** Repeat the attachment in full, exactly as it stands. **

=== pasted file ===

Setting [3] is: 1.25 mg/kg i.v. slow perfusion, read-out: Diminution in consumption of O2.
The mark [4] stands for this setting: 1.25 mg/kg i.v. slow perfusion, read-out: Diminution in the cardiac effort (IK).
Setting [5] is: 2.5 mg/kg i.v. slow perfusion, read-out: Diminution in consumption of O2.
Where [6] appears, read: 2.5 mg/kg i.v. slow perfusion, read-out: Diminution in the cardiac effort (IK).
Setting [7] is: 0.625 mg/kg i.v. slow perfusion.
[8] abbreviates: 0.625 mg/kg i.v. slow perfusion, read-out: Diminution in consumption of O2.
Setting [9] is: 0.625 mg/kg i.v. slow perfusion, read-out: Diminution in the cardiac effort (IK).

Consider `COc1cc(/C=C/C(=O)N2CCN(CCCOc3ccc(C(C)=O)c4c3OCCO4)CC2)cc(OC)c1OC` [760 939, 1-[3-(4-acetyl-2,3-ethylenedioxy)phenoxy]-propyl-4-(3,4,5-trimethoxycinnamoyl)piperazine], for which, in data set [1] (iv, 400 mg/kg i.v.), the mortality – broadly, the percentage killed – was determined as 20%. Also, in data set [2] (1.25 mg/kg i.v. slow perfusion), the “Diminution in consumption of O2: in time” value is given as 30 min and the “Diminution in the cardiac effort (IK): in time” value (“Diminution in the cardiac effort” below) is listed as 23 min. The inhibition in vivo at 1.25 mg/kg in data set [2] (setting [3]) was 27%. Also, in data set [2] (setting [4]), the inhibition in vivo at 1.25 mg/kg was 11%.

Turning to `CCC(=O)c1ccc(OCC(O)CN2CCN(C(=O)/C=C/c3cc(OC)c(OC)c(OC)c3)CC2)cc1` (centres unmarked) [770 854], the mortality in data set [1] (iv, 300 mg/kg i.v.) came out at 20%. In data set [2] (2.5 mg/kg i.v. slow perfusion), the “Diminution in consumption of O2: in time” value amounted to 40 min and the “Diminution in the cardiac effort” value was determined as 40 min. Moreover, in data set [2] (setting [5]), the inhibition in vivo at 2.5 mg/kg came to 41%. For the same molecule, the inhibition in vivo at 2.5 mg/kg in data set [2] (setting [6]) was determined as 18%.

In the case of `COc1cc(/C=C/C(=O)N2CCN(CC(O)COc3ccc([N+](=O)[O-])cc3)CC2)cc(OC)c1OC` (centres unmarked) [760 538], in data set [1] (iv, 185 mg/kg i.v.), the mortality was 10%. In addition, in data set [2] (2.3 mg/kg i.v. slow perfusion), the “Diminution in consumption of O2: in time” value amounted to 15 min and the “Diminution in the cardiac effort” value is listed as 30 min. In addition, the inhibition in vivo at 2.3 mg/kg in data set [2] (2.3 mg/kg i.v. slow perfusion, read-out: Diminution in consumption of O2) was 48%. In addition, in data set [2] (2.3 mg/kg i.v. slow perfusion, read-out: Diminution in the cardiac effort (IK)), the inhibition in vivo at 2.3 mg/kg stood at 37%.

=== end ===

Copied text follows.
Setting [3] is: 1.25 mg/kg i.v. slow perfusion, read-out: Diminution in consumption of O2.
The mark [4] stands for this setting: 1.25 mg/kg i.v. slow perfusion, read-out: Diminution in the cardiac effort (IK).
Setting [5] is: 2.5 mg/kg i.v. slow perfusion, read-out: Diminution in consumption of O2.
Where [6] appears, read: 2.5 mg/kg i.v. slow perfusion, read-out: Diminution in the cardiac effort (IK).
Setting [7] is: 0.625 mg/kg i.v. slow perfusion.
[8] abbreviates: 0.625 mg/kg i.v. slow perfusion, read-out: Diminution in consumption of O2.
Setting [9] is: 0.625 mg/kg i.v. slow perfusion, read-out: Diminution in the cardiac effort (IK).

Consider `COc1cc(/C=C/C(=O)N2CCN(CCCOc3ccc(C(C)=O)c4c3OCCO4)CC2)cc(OC)c1OC` [760 939, 1-[3-(4-acetyl-2,3-ethylenedioxy)phenoxy]-propyl-4-(3,4,5-trimethoxycinnamoyl)piperazine], for which, in data set [1] (iv, 400 mg/kg i.v.), the mortality – broadly, the percentage killed – was determined as 20%. Also, in data set [2] (1.25 mg/kg i.v. slow perfusion), the “Diminution in consumption of O2: in time” value is given as 30 min and the “Diminution in the cardiac effort (IK): in time” value (“Diminution in the cardiac effort” below) is listed as 23 min. The inhibition in vivo at 1.25 mg/kg in data set [2] (setting [3]) was 27%. Also, in data set [2] (setting [4]), the inhibition in vivo at 1.25 mg/kg was 11%.

Turning to `CCC(=O)c1ccc(OCC(O)CN2CCN(C(=O)/C=C/c3cc(OC)c(OC)c(OC)c3)CC2)cc1` (centres unmarked) [770 854], the mortality in data set [1] (iv, 300 mg/kg i.v.) came out at 20%. In data set [2] (2.5 mg/kg i.v. slow perfusion), the “Diminution in consumption of O2: in time” value amounted to 40 min and the “Diminution in the cardiac effort” value was determined as 40 min. Moreover, in data set [2] (setting [5]), the inhibition in vivo at 2.5 mg/kg came to 41%. For the same molecule, the inhibition in vivo at 2.5 mg/kg in data set [2] (setting [6]) was determined as 18%.

In the case of `COc1cc(/C=C/C(=O)N2CCN(CC(O)COc3ccc([N+](=O)[O-])cc3)CC2)cc(OC)c1OC` (centres unmarked) [760 538], in data set [1] (iv, 185 mg/kg i.v.), the mortality was 10%. In addition, in data set [2] (2.3 mg/kg i.v. slow perfusion), the “Diminution in consumption of O2: in time” value amounted to 15 min and the “Diminution in the cardiac effort” value is listed as 30 min. In addition, the inhibition in vivo at 2.3 mg/kg in data set [2] (2.3 mg/kg i.v. slow perfusion, read-out: Diminution in consumption of O2) was 48%. In addition, in data set [2] (2.3 mg/kg i.v. slow perfusion, read-out: Diminution in the cardiac effort (IK)), the inhibition in vivo at 2.3 mg/kg stood at 37%.